CAR-T Cell Therapy Development for Pancreatic Cancer

CAR-T Cell Therapy Development for Pancreatic Cancer

Alfa Oncology is proud to offer CAR-T therapy development services for PC. Our services include the production of autologous and allogeneic CAR-T cells. In addition, we also offer PDAC models to evaluate cellular immunotherapy.

A promising therapeutic modality for PC

CAR-T cell therapy generally involves collecting T cells from individuals, genetically engineering them to express a type of CAR-T cell that can recognize and attack cancer cells, and then systematically injecting these cells into the body to exert anti-tumor activity. Among CAR-T cells, CAR is a fusion protein composed consisting of an extracellular antigen-binding domain attached to endodomain(s) that is responsible for downstream signaling. To date, five generations of CARs have been developed. The latest generation of CAR has the capability to enhance the proliferation and antitumor activity of CAR-T cells through the insertion of interleukin (IL)-2Rβ, which induces antigen-dependent activation of the JAK-STAT pathway.

Fig. 1 Some candidate target antigens for CAR-T cell therapy in PDAC.Fig. 1 Some candidate target antigens for CAR-T cell therapy in PDAC.

  • Candidate target antigens for CAR-T cell therapy in pancreatic ductal adenocarcinoma (PDAC)

-Mesothelin (MSLN)
MSLN is usually expressed at limited levels on the cell surface through the mesothelial tissue of the body; however, it is overexpressed in many solid tumors, including PDAC, lung adenocarcinoma, ovarian adenocarcinoma, and mesothelioma. It is currently one of the most tested immunotherapeutic target antigens in PDAC.

CD133 is a transmembrane glycoprotein expressed by hematopoietic cells and epithelial cells. It is found to be highly expressed in PDAC cancer stem cells.

-Epidermal growth factor receptor (EGFR)
EGFR is a transmembrane protein that binds to the extracellular EGF family of proteins and has been detected in up to 90% of PDAC patients.

-Human epidermal growth receptor 2 (HER2)
HER2 is a cell surface transmembrane glycoprotein in the EGFR family of proteins. HER2, an essential mediator of cellular activity, has been found to be overexpressed in 60% of PDAC patients.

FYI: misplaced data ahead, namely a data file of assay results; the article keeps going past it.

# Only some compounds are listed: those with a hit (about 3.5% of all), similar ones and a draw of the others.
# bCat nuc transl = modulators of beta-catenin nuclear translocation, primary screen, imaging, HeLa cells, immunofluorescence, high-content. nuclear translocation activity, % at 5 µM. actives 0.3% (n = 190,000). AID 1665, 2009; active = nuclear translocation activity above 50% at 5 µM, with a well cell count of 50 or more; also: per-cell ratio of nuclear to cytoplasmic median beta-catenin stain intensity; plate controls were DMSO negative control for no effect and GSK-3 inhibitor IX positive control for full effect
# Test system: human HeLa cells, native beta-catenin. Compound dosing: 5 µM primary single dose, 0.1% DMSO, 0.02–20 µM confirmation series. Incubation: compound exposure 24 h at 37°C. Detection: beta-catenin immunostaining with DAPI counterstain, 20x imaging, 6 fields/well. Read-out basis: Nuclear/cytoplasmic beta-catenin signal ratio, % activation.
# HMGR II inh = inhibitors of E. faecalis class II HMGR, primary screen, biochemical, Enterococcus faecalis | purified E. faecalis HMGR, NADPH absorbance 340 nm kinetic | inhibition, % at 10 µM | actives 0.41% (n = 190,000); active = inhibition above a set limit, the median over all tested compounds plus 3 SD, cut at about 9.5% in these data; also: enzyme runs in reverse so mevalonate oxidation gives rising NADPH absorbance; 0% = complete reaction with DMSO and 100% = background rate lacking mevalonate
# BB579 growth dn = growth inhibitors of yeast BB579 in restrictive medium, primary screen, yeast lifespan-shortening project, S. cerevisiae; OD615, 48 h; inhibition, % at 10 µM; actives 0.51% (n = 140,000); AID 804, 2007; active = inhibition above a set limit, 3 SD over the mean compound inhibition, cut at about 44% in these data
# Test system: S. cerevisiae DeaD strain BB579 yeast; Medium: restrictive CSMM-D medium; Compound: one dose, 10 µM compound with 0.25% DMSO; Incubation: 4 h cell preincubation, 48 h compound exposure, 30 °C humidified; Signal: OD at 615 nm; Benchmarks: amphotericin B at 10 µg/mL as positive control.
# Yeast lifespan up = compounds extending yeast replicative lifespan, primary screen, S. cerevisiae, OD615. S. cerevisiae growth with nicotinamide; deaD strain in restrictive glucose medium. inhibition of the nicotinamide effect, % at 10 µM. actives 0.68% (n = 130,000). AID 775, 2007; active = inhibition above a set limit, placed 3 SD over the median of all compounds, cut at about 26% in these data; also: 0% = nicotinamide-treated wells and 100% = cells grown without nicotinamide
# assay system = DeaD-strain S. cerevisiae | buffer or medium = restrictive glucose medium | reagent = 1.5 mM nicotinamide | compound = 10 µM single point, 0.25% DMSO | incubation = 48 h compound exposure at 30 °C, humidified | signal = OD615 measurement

Service offering

CAR-T Cell Therapy Development for Pancreatic Cancer

CAR-T cell therapy is an active, viable, and promising area of research that is still being explored in PC. Based on CAR design and selection of more than one targetable antigen, CAR-T cell therapy can improve its efficacy and overcome tumor heterogeneity. Moreover, the on-target/off-tumor toxicity of this therapy can be minimized by selecting tumor-restricted antigens. Our team of experts has years of extensive experience in developing CAR-T therapy for PC. We are able to provide a one-stop solution for CAR-T cells, including antigen identification, CAR-T cell design, isolation, engineering, and expansion.

  • Production of autologous CAR-T cells

T cells are first collected from the peripheral blood of PDAC patients by leukapheresis. Then, they are engineered to express chimeric antigen receptors that target specific tumor antigens. Finally, these cells are subsequently expanded and then reinfused into the patient.

  • Production of allogeneic CAR-T cells

Allogeneic CAR T cells from healthy donors have advantages over autologous CAR T cells, including their immediate availability, product standardization, and reduced cost. This is primarily because T cells from healthy donors can be expanded exponentially and cryopreserved so that off-the-shelf products can be produced without production or treatment delays.

  • A range of PDAC models to evaluate cellular immunotherapy

The efficacy and safety of CAR-T treatments will be tested in preclinical models prior to translation to human clinical trials. We offer a range of PDAC models for preclinical CAR-T studies, including PC cell model, syngeneic xenograft as well as transgenic and humanized mice.

For more about our services, please contact us. We are glad to work with you!


  1. Yeo, Dannel, et al. "The next wave of cellular immunotherapies in pancreatic cancer." Molecular Therapy-Oncolytics (2022).
  2. Akce, Mehmet, et al. "The potential of CAR T cell therapy in pancreatic cancer." Frontiers in immunology 9 (2018): 2166.